Earth-based Faith

Like many other people, I’ve been constantly monitoring the last two U.S. hurricanes (with a 3rd and 4th coming) and their damage on TV as well as reading news coverage about the forest fires in Montana and Oregon and the earthquake in Mexico and wondering why there are so many natural disasters lately here and throughout the world. Some of it is definitely human-caused in the form of climate change and carelessness. Yes, there have always been hurricanes and earthquakes and forest fires but the increased frequency, size, and intensity are from climate change, the climate scientists agree. It’s sad what is happening to our planet.

I’m sure many of us know people in several of the affected areas and are concerned for their well-being. We have a friend who lives in Puerto Rico now who is okay but is without power and that could last for several months. The U.S. and British Virgin Islands are decimated. Cuba is currently being pummeled. Texas will be recovering for a long time. I have a cousin who lives on Florida’s gulf coast and, although he isn’t there at the moment, he is concerned about his house as so many people are. I have another friend who evacuated and is in Mississippi until Irma passes through, also hoping he has a home to return to. I have a blogger friend who is actually fighting the forest fires in Montana and a friend who was supposed to go to Portland to visit her kids today but decided against it when they told her there was ash floating everywhere.

Last night, just coincidentally, we went to an event sponsored by the Grand Canyon Trust where a Navajo woman spoke eloquently about her earth-based faith and what the land on the Navajo Nation means to her, how she respects it, how water is power, how the spirits of her ancestors still reside there, how she goes there to seek peace all while developers are trying to coerce the Navajos into letting them build resorts there. The U.S. government is considering reducing or eliminating existing National Monuments so we can have more development and less nature.

I’ve been trying to document Fibonacci spirals demonstrating nature’s perfection but this is as far as I’ve gotten:

Virgin Murex

Fiery Skipper

West Indian Fighting Conch

So for now, I’m sending prayers for those being affected by natural disasters…not just in the U.S. but throughout the world, including all the poor animals. We need to be better custodians of our planet while we still have it.

Northern Mockingbird, Florida and Texas State Bird

Western Meadowlark, Montana and Oregon State Bird

Crested Caracara, Mexico’s National Bird

Advertisements

The Countdown

dump-joe-2_edited-1

I wasn’t going to get into the election because I don’t want to alienate anyone…but I changed my mind plus these are all the photos I have right now.

Both of these murals were done by local muralist Angel Diaz about voting against Maricopa County’s long-time, attention-grabbing, controversial Sheriff, Joe Arpaio. His opponent is ahead in the polls right now. Do you see the additional hidden message in the top mural? I didn’t notice it when I was there but see it now.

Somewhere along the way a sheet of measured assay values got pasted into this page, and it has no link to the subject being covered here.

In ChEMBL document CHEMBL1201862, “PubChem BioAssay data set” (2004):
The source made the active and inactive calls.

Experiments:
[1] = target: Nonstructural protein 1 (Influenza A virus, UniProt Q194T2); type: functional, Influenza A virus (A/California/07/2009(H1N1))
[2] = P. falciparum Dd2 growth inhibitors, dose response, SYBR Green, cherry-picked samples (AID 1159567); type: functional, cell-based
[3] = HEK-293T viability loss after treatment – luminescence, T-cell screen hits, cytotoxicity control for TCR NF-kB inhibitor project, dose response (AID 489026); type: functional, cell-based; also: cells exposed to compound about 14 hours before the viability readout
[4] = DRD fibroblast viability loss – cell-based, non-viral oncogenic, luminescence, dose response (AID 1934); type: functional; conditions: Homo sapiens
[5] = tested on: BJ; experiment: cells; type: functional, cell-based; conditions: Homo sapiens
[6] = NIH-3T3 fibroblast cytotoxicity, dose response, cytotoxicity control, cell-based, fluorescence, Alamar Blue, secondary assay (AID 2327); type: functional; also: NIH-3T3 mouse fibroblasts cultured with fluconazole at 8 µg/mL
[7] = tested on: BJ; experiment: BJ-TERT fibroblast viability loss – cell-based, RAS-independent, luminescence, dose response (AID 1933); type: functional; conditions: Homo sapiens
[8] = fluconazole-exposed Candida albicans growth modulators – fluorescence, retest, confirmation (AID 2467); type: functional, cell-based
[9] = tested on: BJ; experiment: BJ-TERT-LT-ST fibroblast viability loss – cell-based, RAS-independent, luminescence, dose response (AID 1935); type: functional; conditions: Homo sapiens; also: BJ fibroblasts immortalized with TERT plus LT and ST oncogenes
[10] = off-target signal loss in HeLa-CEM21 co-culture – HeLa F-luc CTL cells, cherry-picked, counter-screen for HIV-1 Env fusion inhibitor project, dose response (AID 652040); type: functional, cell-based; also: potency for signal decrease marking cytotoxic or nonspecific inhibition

no-against-joe

I know tensions are running high on both sides so I won’t say much here. We voted early and dropped our ballots off at an early polling location a couple weeks ago.

page_2

The Arizona Democratic Party has a sense of humor

az-dem-sign

And they really had a taco truck there.

taco-truck

Google’s PSA:

democats

You can probably guess who I’m voting for…

straight-blue

At any rate, it will all be over in a couple days and we can get back to just the normal scary stuff like creepy clowns.

clown-hugs

The Long Hot Summer

24 and Cback Park

That’s my backyard..okay, not really. It’s a little greenbelt area not too far from where I live; I think it really belongs to some office complexes but it’s like a little park…that no one goes to.

Mesquite Tangle

It’s got some mature mesquite trees and I like their twisty limbs.

Mesquite Tangle 4

Mesquite Tangle 5

Mesquite Tangle 3

Mesquite Tangle 2

I’ve written about this place before, years ago (1 and 2). A lot of the trees have been cut way back since then but they’re still hanging in there.

Ferny

Meanwhile, back at the old ranch (home) a couple miles away, the birds are still loving our mesquite tree, not nearly as big as the ones above.

Anna's 3 6.30.16

Anna's 2 6.30.16

Hum 2 7.6.16Anna’s Hummingbird, males

Hum 2 Tail

See the 2 little tail feathers on this one? I don’t know if they’re growing in or if he lost part of his tail feathers somehow.

And here is a Dove of Peace, what we need right now:

ECDove PerchEurasian Collared-Dove

Grackle GirlGreat-tailed Grackle, female

Grackle Boy 2Great-tailed Grackle, male

Mr and Mrs Grackle

Towhee JuviAbert’s Towhee, juvenile

Thrasher HotCurve-billed Thrasher, juvenile

The poor birds walk around with their bills open all the time because of the unrelenting heat.

Mock PoolNorthern Mockingbird

But that’s not the only reason it’s a long hot summer…

Killing Flag with blood splatter

This slideshow requires JavaScript.

Little Free Library Tour

27 Flower 1

27 Flower 2

27 Flower 3

27 Flower 4